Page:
Hollywood has a difficult relationship with science fiction. Whether they're translating classic sci-fi stories into brainless action movies or too caught up in the otherworldly details there's always something they can't seem to get right about the imaginative genre.
Looper defies the odds by fleshing out a unique future world while honing in on a specific story with real people at the center — a balance that defined works by greats like Bradbury Asimov and Dick. Joe (Joseph Gordon-Levitt) is a Looper an assassin for the mob bosses of the future who use illegal time travel to send back their targets for disposal. It's an easy lucrative life — one that affords him a party lifestyle of fancy cars and drops (drugs taken through the eye) albeit with the added knowledge of a definite grisly end. Eventually the mob "closes the loop" on its employees finding the Looper in the future and sending them back to be offed by… themselves. When it's Joe's turn to end his own life he's outsmarted his future self (Bruce Willis) escaping Joe's grasp. Driven to fulfill his duties as a Looper Joe goes on the hunt to kill himself.
Director Rian Johnson's Kansas City of 2044 feels appropriately lived in and extended from present day. When Joe's not blasting people away shrouded by the stalks of a cornfield he's dining on steak and eggs at a local diner. It's only the casual presence of hovercycles mutant telekinetics and the occasional visitor from the future that would give away the action of Looper isn't happening today. The realism gives Joe and the metropolis around him a necessary grit — there is danger and violence and pain in this world and when Johnson rouses up an action sequence there's something on the line.
Looper's greatest flaw is that it steps away from the confrontation between Young and Old Joe sending the two in different directions as they pursue answers to the film's spoilerific MacGuffin. On a farm away from the city Young Joe crosses paths with single mother Sara (Emily Blunt) who may hold the key to what Old Joe needs to survive. After being introduced to an ensemble of delightfully wicked characters — including Looper coordinator Abe (Jeff Daniels) Young Joe's sleazy coworker Seth (Paul Dano) and hotshot marksman Kid Blue (Noah Sagan) — plus Young Joe's stripper with a heart of gold confidant Suzie (Piper Perabo) Looper takes a sharp left turn leaving most of the cast in the dust. The interesting sci-fi mosaic slows down and enters a new chapter and it's rarely as engrossing as the first half.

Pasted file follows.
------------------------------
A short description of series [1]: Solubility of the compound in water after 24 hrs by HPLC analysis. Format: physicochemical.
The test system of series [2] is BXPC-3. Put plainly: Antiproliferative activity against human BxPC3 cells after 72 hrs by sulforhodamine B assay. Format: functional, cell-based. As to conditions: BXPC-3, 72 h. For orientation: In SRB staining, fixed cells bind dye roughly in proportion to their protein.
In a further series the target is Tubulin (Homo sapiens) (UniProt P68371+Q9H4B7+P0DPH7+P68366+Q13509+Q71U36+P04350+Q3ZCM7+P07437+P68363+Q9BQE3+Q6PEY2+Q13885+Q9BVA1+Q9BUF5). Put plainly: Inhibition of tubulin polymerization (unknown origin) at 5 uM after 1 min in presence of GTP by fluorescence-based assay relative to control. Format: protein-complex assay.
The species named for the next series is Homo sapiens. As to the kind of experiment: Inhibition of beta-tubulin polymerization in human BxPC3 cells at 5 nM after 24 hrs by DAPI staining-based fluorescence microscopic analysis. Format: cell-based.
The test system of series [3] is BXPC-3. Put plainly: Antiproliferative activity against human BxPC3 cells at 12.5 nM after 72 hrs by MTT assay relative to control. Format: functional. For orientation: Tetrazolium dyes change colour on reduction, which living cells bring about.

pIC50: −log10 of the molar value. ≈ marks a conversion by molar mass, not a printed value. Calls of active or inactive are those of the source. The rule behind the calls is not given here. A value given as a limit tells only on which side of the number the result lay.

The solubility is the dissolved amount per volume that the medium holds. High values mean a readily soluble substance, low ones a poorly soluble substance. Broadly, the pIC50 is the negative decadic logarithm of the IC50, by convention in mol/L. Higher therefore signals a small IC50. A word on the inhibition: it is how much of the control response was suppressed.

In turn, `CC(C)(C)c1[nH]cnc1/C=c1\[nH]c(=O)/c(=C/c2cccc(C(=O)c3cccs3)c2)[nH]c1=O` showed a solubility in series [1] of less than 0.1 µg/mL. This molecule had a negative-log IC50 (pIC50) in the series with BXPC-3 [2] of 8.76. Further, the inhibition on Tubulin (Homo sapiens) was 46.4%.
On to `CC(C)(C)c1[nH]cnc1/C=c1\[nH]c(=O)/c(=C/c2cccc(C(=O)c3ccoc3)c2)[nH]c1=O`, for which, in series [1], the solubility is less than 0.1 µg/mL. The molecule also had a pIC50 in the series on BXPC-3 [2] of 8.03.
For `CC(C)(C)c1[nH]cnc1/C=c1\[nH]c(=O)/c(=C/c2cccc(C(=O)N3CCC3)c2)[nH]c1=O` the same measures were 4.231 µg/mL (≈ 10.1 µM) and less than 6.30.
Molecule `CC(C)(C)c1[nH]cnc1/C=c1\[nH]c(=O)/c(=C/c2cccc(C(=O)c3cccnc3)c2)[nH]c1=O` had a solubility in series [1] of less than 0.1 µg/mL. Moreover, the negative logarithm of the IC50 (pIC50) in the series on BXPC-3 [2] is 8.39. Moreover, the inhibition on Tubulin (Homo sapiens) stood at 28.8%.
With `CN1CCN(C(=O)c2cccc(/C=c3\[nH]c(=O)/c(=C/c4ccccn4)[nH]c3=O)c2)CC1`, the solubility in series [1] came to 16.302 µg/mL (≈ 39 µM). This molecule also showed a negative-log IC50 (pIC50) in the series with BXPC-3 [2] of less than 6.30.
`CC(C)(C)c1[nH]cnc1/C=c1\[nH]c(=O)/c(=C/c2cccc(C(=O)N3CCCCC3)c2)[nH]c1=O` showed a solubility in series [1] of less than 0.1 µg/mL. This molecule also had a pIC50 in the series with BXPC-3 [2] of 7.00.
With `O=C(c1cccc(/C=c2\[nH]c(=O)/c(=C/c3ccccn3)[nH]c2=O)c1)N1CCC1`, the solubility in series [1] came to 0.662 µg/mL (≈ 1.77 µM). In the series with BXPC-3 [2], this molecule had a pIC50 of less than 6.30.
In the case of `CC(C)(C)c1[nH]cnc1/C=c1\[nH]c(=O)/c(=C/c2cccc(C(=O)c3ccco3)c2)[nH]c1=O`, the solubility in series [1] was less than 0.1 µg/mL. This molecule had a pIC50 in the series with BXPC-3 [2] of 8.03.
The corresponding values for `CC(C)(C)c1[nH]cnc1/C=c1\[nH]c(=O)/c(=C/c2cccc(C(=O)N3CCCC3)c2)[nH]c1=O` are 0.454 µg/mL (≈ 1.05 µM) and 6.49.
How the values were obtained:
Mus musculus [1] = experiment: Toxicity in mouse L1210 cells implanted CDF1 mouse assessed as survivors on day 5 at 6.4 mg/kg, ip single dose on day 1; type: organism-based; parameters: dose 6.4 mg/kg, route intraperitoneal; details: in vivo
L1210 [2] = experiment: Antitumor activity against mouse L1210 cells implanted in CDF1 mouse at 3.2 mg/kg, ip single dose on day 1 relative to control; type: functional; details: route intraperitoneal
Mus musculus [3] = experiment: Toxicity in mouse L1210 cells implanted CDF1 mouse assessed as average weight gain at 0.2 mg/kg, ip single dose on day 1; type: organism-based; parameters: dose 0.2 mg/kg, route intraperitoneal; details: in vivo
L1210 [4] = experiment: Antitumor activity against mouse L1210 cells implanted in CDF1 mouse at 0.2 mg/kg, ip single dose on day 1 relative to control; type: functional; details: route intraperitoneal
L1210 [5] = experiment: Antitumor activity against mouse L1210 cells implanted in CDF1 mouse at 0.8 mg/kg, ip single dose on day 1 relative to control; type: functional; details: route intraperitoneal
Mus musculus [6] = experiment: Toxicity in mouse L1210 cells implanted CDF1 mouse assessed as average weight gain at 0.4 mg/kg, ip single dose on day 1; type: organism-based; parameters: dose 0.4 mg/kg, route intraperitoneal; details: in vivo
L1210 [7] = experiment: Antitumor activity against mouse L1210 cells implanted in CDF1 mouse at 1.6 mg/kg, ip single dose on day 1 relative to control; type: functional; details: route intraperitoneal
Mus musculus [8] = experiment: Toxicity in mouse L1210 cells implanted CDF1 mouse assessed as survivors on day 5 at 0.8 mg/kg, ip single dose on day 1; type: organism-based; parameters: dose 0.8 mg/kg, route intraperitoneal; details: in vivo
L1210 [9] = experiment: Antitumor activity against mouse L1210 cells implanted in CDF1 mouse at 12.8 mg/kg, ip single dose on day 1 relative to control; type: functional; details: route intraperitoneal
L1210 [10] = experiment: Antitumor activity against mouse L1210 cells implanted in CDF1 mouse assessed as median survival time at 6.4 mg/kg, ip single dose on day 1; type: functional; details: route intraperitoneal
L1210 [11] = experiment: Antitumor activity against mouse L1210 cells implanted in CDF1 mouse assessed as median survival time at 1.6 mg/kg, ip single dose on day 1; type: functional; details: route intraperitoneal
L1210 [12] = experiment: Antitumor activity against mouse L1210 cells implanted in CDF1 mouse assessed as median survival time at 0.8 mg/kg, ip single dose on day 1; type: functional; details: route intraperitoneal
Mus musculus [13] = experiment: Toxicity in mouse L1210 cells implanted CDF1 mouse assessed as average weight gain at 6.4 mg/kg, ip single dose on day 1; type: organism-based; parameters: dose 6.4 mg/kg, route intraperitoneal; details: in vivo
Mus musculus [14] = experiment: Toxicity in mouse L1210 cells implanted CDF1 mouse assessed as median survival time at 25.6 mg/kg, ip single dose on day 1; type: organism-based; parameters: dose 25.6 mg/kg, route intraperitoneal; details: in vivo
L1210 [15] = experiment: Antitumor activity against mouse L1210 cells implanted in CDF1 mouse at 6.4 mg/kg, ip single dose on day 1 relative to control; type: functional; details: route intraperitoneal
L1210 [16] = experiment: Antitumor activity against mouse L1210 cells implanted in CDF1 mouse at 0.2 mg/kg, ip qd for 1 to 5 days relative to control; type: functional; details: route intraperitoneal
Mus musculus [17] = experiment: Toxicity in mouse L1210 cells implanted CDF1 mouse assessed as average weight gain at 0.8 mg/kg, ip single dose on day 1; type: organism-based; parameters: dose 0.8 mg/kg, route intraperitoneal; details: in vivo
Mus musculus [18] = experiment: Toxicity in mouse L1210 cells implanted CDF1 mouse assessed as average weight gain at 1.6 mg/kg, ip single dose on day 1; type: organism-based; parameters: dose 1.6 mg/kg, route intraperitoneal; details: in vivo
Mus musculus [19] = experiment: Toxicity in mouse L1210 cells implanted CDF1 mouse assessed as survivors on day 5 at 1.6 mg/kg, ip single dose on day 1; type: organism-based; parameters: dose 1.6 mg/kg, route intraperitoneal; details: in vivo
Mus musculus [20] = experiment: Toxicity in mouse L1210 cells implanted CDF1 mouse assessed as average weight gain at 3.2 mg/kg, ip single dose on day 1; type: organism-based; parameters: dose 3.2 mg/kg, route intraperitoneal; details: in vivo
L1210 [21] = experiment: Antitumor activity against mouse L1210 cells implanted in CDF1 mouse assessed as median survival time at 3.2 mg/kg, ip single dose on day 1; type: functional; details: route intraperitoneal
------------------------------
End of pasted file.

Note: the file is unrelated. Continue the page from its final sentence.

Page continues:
When Willis and Gordon-Levitt are at odds Looper is simply magic. Nathan Johnson's industrial score pounds away as the two fight to stay alive all while grappling with the implications that come with glimpsing into your own future. One riveting sequence follows the timeline that played out before Old Joe tinkered with the space-time continuum a roller coaster through the years after the events of the film that see Gordon-Levitt evolve into Willis. The montage is a playground for Johnson's visual style. He never misses a beat.
For sci-fi nuts Looper corrects the past with an understanding of what makes the genre more than just an array of tropes and iconography. There are shaded characters duking it out in Looper's chaotic web of time travel logic and while their arcs fizzle out without much pay off they're a joy to watch.